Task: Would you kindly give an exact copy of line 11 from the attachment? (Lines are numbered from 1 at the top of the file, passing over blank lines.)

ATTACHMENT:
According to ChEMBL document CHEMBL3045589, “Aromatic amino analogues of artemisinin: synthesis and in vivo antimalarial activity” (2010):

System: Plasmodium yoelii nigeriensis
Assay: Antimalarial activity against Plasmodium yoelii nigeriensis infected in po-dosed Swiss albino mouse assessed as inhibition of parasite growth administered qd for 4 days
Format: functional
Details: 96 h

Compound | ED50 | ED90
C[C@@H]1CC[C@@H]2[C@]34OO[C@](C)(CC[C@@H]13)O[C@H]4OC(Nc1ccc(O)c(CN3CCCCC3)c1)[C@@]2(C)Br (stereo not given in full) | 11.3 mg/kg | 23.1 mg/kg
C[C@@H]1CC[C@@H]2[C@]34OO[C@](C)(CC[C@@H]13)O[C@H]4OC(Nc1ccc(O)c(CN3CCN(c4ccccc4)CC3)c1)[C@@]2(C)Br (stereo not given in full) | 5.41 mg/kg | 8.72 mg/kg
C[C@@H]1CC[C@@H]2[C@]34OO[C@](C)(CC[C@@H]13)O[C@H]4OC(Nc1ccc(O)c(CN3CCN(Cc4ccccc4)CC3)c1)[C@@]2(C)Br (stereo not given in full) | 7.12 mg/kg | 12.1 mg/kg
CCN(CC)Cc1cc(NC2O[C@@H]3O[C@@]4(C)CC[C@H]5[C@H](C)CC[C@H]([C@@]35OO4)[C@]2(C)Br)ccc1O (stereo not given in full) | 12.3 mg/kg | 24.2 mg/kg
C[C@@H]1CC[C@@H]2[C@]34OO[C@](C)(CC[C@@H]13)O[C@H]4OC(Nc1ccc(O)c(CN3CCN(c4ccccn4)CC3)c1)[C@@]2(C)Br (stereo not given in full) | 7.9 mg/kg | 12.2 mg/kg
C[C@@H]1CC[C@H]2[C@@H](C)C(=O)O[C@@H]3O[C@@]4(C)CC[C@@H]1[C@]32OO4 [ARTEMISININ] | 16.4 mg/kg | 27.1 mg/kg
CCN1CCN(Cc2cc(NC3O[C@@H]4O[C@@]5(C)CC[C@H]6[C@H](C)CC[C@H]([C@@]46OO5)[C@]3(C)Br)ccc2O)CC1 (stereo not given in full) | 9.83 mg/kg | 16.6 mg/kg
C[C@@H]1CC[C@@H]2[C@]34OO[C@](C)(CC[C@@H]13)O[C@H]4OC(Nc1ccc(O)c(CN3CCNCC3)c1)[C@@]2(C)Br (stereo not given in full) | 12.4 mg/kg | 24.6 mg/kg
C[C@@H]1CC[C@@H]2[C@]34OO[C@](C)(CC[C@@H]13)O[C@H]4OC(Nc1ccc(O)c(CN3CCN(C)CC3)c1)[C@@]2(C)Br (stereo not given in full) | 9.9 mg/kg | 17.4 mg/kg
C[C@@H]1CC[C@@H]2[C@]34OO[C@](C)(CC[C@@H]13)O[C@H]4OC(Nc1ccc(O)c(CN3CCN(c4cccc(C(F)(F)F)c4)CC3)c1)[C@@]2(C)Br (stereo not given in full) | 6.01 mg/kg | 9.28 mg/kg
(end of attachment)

C[C@@H]1CC[C@@H]2[C@]34OO[C@](C)(CC[C@@H]13)O[C@H]4OC(Nc1ccc(O)c(CN3CCN(c4ccccn4)CC3)c1)[C@@]2(C)Br (stereo not given in full) | 7.9 mg/kg | 12.2 mg/kg